Today I’d like you to confront an uncomfortable truth.
First, I’m going to assume that, like the rest of us, you have problems in some area of your life. Maybe it’s debt, maybe it’s relationship trouble, maybe it’s social anxiety or uncertainty about the future. Heck, maybe it’s some combination of all of them (or even others I haven’t listed.)
There’s no shame in having problems. But there IS shame in not confronting them. That brings us back to that uncomfortable truth I alluded to, which is simply this:
For most of us, our biggest enemy isn’t our parents, the system, or the cosmos. It’s ourselves.
While it’s always more comfortable to attribute our difficulties to outside forces, our own misguided beliefs and behaviors typically lie at the core of what we are going through.
Now, I’m obviously not talking about natural disasters or a sudden cancer diagnosis. There definitely ARE problems that arise through no fault of our own, but I’m not talking about those problems today.
I’m talking about the man who drowns his sorrows in whiskey each night rather than fixing his failing marriage. I’m talking about the woman who, overwhelmed by a recent promotion, deliberately procrastinates and avoids seeking help until she gets fired.
What is self-sabotage?
Behaviors like these are known as self-sabotage. It means exactly what it sounds like: thinking and behaving in ways that harm us.
PsychologyToday.com offers a more precise definition in their article Self Sabotage: The Enemy Within:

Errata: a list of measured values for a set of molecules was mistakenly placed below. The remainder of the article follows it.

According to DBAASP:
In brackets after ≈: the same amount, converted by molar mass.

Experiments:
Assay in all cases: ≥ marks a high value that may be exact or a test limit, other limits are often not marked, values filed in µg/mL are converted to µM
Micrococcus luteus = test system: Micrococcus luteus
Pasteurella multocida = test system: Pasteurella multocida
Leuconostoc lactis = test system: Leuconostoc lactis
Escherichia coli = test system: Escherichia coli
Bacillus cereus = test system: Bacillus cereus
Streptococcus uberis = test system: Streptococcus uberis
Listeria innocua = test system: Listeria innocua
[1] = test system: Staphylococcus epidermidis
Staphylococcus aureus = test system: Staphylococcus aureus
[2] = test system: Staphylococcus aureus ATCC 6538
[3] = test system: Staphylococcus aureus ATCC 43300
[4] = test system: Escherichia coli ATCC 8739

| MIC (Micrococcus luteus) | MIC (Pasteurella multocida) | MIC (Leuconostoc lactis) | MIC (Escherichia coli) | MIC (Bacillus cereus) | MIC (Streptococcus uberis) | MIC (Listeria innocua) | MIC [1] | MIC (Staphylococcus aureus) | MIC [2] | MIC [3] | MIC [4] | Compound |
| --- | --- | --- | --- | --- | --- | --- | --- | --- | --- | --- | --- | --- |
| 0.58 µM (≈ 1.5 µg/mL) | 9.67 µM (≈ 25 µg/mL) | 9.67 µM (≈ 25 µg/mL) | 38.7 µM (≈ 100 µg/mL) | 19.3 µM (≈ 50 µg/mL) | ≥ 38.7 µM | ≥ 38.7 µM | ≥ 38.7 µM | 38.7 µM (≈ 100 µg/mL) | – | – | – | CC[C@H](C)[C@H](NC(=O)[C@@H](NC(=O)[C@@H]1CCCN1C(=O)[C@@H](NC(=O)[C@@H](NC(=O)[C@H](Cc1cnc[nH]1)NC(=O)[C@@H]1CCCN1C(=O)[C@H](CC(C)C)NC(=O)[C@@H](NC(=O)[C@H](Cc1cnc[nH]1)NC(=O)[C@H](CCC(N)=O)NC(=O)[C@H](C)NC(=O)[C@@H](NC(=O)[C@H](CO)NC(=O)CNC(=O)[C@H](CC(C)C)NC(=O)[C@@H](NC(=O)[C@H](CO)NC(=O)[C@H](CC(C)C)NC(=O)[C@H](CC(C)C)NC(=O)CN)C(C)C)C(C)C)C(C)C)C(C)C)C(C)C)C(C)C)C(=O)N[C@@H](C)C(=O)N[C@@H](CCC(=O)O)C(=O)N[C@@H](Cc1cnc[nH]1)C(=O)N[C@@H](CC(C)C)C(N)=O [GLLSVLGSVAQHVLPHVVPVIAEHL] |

“Self-sabotaging behavior results from the same cause, a misguided attempt to rescue ourselves.”
Think back to those two examples I gave you above. Doesn’t their behavior make more sense in light of that definition? After all, we tend to assume that alcoholics are simply drinking themselves sick out of ignorance to all the “obvious” consequences…but that’s rarely the case.
This man knows his relationship is going down the toilet. But for one reason or another (an emotionally distant upbringing, a lack of self-awareness, poor communication) he doesn’t know how to fix it. And so, rather than face the constant, gnawing anxiety of this realization, he does the only thing that offers temporary relief: drink.
Alcoholism (though certainly not healthy or desirable) is actually quite “rational” given an alcoholic’s circumstances and assumptions. When you feel unable to change something painful, temporary relief beats constant anxiety.
Self-sabotage in its non-obvious forms
Alcoholism (though commonly misunderstood) is a somewhat obvious example of self-sabotage. Anyone can look at an alcoholic and conclude that he or she is harming themselves.
But there are less obvious forms of self-sabotage, too. Take the second example of the woman who ruins the promotion of her dreams. She gets her dream job – the one she’s been seeking for years – but it gets off to a rocky start.
Nobody trained her. She doesn’t fully understand her new duties. She can’t get into any groove or rhythm at all. And now, instead of each day being an enthralling journey down the road of her glowing future, she comes home feeling exhausted, irritable, and burnt out.
Worse yet, this isn’t some stepping-stone”job that she can “just put up with” until starting her “real” career. This IS her real career – the job she had been staking all her future plans on. Imagine how it feels to get into that position and not feel capable of performing!